Making me think.....the last guy that offered 10 - 12% returns annually was this fellow:

Allen Stanford Ponzi Scheme
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Old 08-05-2015, 12:52 PM   #114
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Regardless of his claims, don't forget that we have been a long bull market, so any collection of recent performance is unlikely to be representative of long term future results.
Good point, but his counter will be that the product allows you to share in the market gains while guaranteeing no loss of principal during the market losses, so my pointing this out will feed right into his sales pitch.
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Old 08-05-2015, 01:06 PM   #115
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So the very last slide referred to a fixed income product that he personally invested $50,000 in about ten years ago. He showed how the investment went up in value by 20% when the stock market went up 20%, but when the market went down, he did not lose any money.
Tell him THIS is the product that you are interested in and see what he says.....

His tactic of showing this investment and then offering something not as effective is a classic bait and switch.
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Old 08-05-2015, 01:27 PM   #116
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Good point, but his counter will be that the product allows you to share in the market gains while guaranteeing no loss of principal during the market losses, so my pointing this out will feed right into his sales pitch.
I like to think in very basic terms. So basically:
1) They take $X money in from clients.

2) They invest the money, minus Y% to pay their overhead and make a profit.

3) They supposedly provide a steady stream of money (never negative at least?) to clients with $X - Y% plus/minus their investment returns, even when the market is down.
So where does the money come to cover the down years in the market? Obviously, some comes from the cap on the good years - they are just holding your money for you, and give it back later. Unless they have some magic-mojo to consistently outperform the market, that's all there is.


Brewer has outlined how you can do this with a fixed investment that buys call on the market. DIY, it's not magic, and you save their fee drag.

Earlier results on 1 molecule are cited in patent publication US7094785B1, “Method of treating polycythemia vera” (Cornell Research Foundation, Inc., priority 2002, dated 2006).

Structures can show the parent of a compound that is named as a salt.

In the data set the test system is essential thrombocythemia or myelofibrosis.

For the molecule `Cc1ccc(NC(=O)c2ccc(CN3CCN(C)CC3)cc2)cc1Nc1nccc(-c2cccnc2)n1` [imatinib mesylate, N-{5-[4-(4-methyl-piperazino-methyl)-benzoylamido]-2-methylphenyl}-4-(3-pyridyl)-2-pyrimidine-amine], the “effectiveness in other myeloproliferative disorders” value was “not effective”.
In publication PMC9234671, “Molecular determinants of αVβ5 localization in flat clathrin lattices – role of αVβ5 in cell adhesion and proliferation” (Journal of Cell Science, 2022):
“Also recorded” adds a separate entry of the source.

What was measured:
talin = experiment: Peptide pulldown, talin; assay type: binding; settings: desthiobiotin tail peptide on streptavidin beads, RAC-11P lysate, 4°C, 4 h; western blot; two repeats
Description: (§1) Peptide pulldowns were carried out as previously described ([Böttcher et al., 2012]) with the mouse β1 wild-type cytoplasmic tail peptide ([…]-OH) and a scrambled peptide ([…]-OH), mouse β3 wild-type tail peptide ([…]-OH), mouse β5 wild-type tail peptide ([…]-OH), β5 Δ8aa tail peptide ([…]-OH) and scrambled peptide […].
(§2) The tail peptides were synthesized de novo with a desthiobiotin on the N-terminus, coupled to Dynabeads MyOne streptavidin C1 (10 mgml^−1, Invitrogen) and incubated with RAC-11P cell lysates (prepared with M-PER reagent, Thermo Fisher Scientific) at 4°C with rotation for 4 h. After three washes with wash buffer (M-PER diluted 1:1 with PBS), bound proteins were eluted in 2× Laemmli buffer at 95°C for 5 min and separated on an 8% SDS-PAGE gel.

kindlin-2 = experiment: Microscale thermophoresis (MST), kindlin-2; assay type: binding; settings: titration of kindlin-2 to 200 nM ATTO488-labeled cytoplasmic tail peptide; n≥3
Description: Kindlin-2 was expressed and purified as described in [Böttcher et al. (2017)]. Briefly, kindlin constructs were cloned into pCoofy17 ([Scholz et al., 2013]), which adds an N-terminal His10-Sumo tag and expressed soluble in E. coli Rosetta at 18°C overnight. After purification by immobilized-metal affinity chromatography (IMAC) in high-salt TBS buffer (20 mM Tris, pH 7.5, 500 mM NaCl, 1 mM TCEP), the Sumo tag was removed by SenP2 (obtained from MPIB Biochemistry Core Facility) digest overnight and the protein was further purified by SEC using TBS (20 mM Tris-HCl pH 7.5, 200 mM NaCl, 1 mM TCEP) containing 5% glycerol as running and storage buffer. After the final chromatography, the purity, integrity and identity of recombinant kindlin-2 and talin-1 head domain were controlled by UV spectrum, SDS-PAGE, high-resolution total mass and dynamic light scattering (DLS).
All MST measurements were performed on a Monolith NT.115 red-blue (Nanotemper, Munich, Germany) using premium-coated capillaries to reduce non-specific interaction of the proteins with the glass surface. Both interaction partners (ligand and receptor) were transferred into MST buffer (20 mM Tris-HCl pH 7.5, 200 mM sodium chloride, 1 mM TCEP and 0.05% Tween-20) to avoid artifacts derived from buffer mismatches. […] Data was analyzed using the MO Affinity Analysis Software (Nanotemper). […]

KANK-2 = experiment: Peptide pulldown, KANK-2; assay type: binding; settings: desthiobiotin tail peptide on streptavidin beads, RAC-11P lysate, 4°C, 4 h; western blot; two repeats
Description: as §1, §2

And did I follow this - he was proposing product A, and now that you have exposed product A, he is now touting product B? That is easily seen through. If Product B was > A, why didn't he show you Product B first? Don't you fully expect to find similar gotchas in Product B?

I hope you are enjoying the journey, the destination is predictable and leads nowhere.

-ERD50
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Old 08-05-2015, 02:12 PM   #117
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A product that gives 8% guaranteed returns and has little risk wouldn't require a salesforce.


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Old 08-05-2015, 02:14 PM   #118
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I would ask for another "free" dinner before considering product " B "
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Old 08-05-2015, 03:19 PM   #119
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he insists the product returns 8-10% per year. When I pushed him for data, he said he would be happy to show me other clients returns. Pushing further, it appears this product has only been out for two years. He said his client earned 8% in the first year, and nothing this year.

He said he could show me the same product without the rider, showing consistent returns of 10%. He offered to bring me statements from other clients that I could review to see these returns.
Ask him if you're speaking the same language when he talks about "return". Is he talking about return on investment? NO! He's conveniently only talking about "income base", "protected benefit value", "interest crediting", etc.

Those "income riders" are toxic. They cost you 3 - 4% per year, all subtracted from your principal (the REAL bucket value of the annuity).

These products can be expected to earn between 2 and 5% ROI over a lifetime when held for life.

The Ugly Truth about Equity Index Annuities
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Old 08-05-2015, 06:40 PM   #120
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Consider this
1) Your salesman is either selling you a product that he knows isn't very good or
2) he isn't smart enough to know the product is terrible

Would you keep a set bear trap in the middle of your living room? After all you know where it is so it poses no danger right? My advise stay away from salesmen..